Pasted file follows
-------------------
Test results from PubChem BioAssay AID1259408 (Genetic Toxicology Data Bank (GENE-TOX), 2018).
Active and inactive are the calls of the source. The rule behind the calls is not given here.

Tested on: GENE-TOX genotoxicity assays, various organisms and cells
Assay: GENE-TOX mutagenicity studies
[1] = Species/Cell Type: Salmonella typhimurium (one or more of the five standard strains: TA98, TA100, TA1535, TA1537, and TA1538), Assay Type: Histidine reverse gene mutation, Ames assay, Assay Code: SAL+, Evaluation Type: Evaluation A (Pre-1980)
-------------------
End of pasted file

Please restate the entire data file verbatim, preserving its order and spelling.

Test results from PubChem BioAssay AID1259408 (Genetic Toxicology Data Bank (GENE-TOX), 2018).
Active and inactive are the calls of the source. The rule behind the calls is not given here.

Tested on: GENE-TOX genotoxicity assays, various organisms and cells
Assay: GENE-TOX mutagenicity studies
[1] = Species/Cell Type: Salmonella typhimurium (one or more of the five standard strains: TA98, TA100, TA1535, TA1537, and TA1538), Assay Type: Histidine reverse gene mutation, Ames assay, Assay Code: SAL+, Evaluation Type: Evaluation A (Pre-1980)